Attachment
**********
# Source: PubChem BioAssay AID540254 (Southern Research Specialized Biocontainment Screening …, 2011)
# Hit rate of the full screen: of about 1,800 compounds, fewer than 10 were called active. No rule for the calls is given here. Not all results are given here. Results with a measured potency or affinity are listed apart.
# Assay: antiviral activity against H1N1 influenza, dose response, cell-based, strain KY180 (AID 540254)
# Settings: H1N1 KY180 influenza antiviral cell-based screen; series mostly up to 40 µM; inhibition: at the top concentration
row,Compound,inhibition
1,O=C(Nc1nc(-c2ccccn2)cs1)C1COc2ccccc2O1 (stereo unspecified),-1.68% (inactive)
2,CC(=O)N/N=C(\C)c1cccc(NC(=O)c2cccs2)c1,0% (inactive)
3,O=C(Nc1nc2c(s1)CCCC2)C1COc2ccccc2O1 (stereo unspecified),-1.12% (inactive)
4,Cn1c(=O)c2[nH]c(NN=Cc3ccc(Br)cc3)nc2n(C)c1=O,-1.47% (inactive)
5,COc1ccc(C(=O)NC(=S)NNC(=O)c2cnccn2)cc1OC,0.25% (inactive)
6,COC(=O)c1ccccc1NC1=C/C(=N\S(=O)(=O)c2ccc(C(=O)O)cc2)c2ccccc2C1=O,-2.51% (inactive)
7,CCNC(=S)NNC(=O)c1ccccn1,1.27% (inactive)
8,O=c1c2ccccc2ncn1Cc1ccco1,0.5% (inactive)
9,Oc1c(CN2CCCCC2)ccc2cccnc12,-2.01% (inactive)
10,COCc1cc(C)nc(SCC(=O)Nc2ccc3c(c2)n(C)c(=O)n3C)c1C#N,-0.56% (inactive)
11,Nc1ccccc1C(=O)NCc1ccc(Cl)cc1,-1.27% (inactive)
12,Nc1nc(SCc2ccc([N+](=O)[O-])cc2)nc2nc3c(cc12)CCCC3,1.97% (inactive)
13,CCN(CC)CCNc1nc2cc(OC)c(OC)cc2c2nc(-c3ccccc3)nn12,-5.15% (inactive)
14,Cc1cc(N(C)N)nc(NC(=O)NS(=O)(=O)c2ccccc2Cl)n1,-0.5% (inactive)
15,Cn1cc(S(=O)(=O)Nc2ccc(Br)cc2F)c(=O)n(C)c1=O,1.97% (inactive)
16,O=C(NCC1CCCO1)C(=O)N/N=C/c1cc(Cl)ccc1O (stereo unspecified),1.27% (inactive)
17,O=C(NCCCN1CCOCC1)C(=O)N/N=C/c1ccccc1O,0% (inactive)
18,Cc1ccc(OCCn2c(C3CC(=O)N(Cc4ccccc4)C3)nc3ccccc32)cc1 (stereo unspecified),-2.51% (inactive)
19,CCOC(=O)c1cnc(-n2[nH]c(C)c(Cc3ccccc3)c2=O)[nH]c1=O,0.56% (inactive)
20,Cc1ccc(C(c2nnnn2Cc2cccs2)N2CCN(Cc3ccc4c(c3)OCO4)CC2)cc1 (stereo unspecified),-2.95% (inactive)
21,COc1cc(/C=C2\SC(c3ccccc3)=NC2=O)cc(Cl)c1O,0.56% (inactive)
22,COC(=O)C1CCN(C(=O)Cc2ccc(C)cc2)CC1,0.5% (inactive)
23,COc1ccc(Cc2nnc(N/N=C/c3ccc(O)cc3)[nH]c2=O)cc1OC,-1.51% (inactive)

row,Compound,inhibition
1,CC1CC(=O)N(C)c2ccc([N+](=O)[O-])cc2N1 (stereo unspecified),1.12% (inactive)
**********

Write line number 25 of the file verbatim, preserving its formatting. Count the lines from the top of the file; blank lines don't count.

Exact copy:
20,Cc1ccc(C(c2nnnn2Cc2cccs2)N2CCN(Cc3ccc4c(c3)OCO4)CC2)cc1 (stereo unspecified),-2.95% (inactive)